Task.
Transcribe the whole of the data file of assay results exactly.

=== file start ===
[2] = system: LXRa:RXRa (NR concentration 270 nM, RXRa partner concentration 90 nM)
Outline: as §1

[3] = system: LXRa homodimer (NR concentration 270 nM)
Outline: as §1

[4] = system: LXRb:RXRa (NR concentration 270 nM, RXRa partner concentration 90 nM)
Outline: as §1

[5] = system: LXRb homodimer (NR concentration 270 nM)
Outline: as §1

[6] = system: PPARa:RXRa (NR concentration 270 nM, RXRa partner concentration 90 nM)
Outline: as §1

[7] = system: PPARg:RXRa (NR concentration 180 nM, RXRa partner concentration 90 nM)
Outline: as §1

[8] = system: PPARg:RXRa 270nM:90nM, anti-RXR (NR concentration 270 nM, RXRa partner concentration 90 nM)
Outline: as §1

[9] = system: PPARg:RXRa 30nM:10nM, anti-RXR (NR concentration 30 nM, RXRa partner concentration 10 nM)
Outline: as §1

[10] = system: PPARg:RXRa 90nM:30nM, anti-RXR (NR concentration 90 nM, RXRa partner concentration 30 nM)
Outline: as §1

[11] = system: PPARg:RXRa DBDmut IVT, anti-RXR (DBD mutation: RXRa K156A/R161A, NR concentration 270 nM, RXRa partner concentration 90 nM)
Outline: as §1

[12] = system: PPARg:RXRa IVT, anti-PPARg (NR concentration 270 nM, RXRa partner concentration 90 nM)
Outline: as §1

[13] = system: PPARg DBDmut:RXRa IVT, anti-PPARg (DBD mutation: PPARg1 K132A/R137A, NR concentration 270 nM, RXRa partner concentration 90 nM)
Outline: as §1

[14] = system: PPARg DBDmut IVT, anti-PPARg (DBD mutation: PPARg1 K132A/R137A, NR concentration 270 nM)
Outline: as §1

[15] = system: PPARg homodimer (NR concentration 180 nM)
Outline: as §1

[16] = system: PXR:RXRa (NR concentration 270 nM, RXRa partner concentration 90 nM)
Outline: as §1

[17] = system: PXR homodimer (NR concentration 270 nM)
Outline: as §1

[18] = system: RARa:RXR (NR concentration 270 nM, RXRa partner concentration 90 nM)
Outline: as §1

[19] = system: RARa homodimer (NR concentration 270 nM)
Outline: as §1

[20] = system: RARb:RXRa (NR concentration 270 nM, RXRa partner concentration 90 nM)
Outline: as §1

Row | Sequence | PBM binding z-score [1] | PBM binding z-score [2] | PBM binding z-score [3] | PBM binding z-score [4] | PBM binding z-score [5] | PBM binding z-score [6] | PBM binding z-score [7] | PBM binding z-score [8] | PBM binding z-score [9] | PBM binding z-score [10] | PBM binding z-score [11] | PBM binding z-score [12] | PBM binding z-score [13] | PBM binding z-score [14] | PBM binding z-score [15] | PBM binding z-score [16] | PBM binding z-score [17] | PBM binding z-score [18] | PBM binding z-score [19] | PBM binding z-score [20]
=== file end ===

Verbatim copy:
[2] = system: LXRa:RXRa (NR concentration 270 nM, RXRa partner concentration 90 nM)
Outline: as §1

[3] = system: LXRa homodimer (NR concentration 270 nM)
Outline: as §1

[4] = system: LXRb:RXRa (NR concentration 270 nM, RXRa partner concentration 90 nM)
Outline: as §1

[5] = system: LXRb homodimer (NR concentration 270 nM)
Outline: as §1

[6] = system: PPARa:RXRa (NR concentration 270 nM, RXRa partner concentration 90 nM)
Outline: as §1

[7] = system: PPARg:RXRa (NR concentration 180 nM, RXRa partner concentration 90 nM)
Outline: as §1

[8] = system: PPARg:RXRa 270nM:90nM, anti-RXR (NR concentration 270 nM, RXRa partner concentration 90 nM)
Outline: as §1

[9] = system: PPARg:RXRa 30nM:10nM, anti-RXR (NR concentration 30 nM, RXRa partner concentration 10 nM)
Outline: as §1

[10] = system: PPARg:RXRa 90nM:30nM, anti-RXR (NR concentration 90 nM, RXRa partner concentration 30 nM)
Outline: as §1

[11] = system: PPARg:RXRa DBDmut IVT, anti-RXR (DBD mutation: RXRa K156A/R161A, NR concentration 270 nM, RXRa partner concentration 90 nM)
Outline: as §1

[12] = system: PPARg:RXRa IVT, anti-PPARg (NR concentration 270 nM, RXRa partner concentration 90 nM)
Outline: as §1

[13] = system: PPARg DBDmut:RXRa IVT, anti-PPARg (DBD mutation: PPARg1 K132A/R137A, NR concentration 270 nM, RXRa partner concentration 90 nM)
Outline: as §1

[14] = system: PPARg DBDmut IVT, anti-PPARg (DBD mutation: PPARg1 K132A/R137A, NR concentration 270 nM)
Outline: as §1

[15] = system: PPARg homodimer (NR concentration 180 nM)
Outline: as §1

[16] = system: PXR:RXRa (NR concentration 270 nM, RXRa partner concentration 90 nM)
Outline: as §1

[17] = system: PXR homodimer (NR concentration 270 nM)
Outline: as §1

[18] = system: RARa:RXR (NR concentration 270 nM, RXRa partner concentration 90 nM)
Outline: as §1

[19] = system: RARa homodimer (NR concentration 270 nM)
Outline: as §1

[20] = system: RARb:RXRa (NR concentration 270 nM, RXRa partner concentration 90 nM)
Outline: as §1

Row | Sequence | PBM binding z-score [1] | PBM binding z-score [2] | PBM binding z-score [3] | PBM binding z-score [4] | PBM binding z-score [5] | PBM binding z-score [6] | PBM binding z-score [7] | PBM binding z-score [8] | PBM binding z-score [9] | PBM binding z-score [10] | PBM binding z-score [11] | PBM binding z-score [12] | PBM binding z-score [13] | PBM binding z-score [14] | PBM binding z-score [15] | PBM binding z-score [16] | PBM binding z-score [17] | PBM binding z-score [18] | PBM binding z-score [19] | PBM binding z-score [20]